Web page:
Natural Resource Management

Natural resources can drive corruption and corruption can be a feature of resource management. Learn about the risks and potential strategies to address them.

Natural resources often provide fertile ground for corruption. Since many partner countries in development cooperation are richly endowed with natural resources, these contexts pose special challenges for donor support. Corruption risks cut across resource sectors – from oil and minerals to forests and fisheries. This U4 theme explores these issues to inform donor practice in resource-rich contexts.

This U4 Theme Page will help you, among other things, to:

NRM theme

Contact

Aled Williams

Senior Advisor

aled.williams@cmi.no

+47 47938073

Stealing Africa. How much profit is fair? (by Why Poverty)

See how Zambian efforts to leverage development through copper exports are progressing against a background of past grand corruption cases and illicit financial flows. The video starts in a Swiss village.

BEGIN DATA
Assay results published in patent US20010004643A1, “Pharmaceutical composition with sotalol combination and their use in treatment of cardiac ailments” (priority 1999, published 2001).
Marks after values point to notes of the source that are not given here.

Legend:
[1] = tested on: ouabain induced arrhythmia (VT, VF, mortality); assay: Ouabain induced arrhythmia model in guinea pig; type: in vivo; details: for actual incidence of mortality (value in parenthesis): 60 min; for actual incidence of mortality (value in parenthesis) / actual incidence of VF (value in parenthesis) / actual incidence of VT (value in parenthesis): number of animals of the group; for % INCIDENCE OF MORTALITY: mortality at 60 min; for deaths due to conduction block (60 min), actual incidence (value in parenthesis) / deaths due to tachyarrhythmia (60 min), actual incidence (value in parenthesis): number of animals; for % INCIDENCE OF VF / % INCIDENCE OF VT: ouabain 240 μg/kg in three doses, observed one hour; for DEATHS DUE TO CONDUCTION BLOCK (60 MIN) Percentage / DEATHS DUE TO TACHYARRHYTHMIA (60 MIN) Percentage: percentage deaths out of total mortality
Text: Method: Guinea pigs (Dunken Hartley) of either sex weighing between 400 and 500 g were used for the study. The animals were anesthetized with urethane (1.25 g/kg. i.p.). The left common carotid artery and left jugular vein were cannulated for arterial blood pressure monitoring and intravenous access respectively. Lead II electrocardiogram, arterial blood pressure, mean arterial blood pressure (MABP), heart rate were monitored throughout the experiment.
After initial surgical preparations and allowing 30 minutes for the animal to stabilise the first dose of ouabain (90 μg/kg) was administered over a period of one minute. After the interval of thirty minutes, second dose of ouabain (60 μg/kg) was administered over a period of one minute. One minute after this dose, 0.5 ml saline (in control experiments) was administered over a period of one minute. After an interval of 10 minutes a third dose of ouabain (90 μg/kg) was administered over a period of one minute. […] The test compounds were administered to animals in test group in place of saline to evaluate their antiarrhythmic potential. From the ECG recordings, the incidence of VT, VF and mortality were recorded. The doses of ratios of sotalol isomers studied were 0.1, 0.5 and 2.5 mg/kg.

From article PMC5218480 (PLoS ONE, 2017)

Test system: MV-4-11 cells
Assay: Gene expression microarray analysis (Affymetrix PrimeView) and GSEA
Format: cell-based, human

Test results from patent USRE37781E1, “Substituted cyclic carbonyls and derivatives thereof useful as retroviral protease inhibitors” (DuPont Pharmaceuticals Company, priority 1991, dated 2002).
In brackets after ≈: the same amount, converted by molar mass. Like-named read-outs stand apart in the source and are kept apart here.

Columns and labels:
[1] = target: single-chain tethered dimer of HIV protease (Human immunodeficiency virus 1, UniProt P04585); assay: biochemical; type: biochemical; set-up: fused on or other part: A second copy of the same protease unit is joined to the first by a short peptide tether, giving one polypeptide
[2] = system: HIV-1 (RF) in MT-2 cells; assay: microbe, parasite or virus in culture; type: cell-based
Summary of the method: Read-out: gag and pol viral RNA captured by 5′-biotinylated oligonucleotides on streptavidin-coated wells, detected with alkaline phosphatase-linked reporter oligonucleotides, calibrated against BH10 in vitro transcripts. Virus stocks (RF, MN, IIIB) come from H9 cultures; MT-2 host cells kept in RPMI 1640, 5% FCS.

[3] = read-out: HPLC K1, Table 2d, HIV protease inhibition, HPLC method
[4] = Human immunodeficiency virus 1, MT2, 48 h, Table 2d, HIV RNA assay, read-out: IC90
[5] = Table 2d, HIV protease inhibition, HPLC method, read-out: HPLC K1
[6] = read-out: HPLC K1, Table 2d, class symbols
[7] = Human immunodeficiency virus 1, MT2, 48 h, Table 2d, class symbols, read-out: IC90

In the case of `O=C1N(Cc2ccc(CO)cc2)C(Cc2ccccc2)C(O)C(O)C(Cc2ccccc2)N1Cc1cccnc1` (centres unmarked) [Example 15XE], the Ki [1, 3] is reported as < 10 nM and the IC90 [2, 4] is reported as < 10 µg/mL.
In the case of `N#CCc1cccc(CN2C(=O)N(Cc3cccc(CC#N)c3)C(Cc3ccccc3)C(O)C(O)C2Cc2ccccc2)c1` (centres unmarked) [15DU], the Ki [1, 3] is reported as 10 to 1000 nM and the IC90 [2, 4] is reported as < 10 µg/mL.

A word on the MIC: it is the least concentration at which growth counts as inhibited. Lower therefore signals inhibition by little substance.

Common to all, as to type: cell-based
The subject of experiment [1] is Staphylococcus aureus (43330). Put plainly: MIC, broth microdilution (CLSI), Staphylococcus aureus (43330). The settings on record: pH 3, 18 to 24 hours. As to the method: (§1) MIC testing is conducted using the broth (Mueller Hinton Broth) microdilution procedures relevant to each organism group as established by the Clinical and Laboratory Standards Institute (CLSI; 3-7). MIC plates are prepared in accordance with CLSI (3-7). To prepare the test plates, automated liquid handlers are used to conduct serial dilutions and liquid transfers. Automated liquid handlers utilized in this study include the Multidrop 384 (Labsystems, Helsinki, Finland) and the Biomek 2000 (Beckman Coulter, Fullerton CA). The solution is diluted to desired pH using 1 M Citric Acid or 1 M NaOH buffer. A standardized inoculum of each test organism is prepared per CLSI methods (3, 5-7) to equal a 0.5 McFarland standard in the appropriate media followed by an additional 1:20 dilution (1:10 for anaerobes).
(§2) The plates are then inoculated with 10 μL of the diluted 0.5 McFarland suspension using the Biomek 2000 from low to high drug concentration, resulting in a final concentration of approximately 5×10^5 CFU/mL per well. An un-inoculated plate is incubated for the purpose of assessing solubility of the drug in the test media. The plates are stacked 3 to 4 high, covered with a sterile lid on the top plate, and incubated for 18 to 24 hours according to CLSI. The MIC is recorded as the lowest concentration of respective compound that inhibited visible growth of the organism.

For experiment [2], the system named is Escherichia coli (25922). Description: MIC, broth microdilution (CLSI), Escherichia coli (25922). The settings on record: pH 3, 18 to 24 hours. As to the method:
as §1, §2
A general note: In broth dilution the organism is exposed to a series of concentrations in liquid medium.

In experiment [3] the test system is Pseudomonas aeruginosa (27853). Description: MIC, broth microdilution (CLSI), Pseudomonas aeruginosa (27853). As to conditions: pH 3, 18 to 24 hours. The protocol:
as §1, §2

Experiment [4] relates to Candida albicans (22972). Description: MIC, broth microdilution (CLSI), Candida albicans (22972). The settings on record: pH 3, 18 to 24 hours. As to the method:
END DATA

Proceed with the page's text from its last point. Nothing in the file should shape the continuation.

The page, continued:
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Author: Gillies, A
Release date: January 2010

Giving Money Away? The Politics of Direct Distribution in Resource Rich States

The governments of resource rich states have several options for how to allocate oil and mineral revenues, including the direct distribution of revenues to their citizens. This paper discusses the political feasibility and political implications of such cash transfers in the specific context of resource-rich states. Identifying the contexts in which this policy is mostly likely to emerge, and understanding the potential governance risks and benefits, will help policymakers consider the desirability of cash transfers as an allocation choice.

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Author: St
Release date: January 2010

Let the good times roll? Raising tax revenues from the extractive sector in sub-Saharan Africa during the commodity price boom

This DIE discussion paper shows that sub-Saharan African countries collected only relatively low tax revenues from the extractive sector during the period of high mineral and energy commodity prices from 2003 to 2008. The author argues that corruption and patronage in the granting of concessions and in tax administration caused low implicit tax rates. Poor conditions also impeded investments in downstream processing and additional production. As a consequence, sales revenues and hence the tax base were relatively lower then, for example, Australia.

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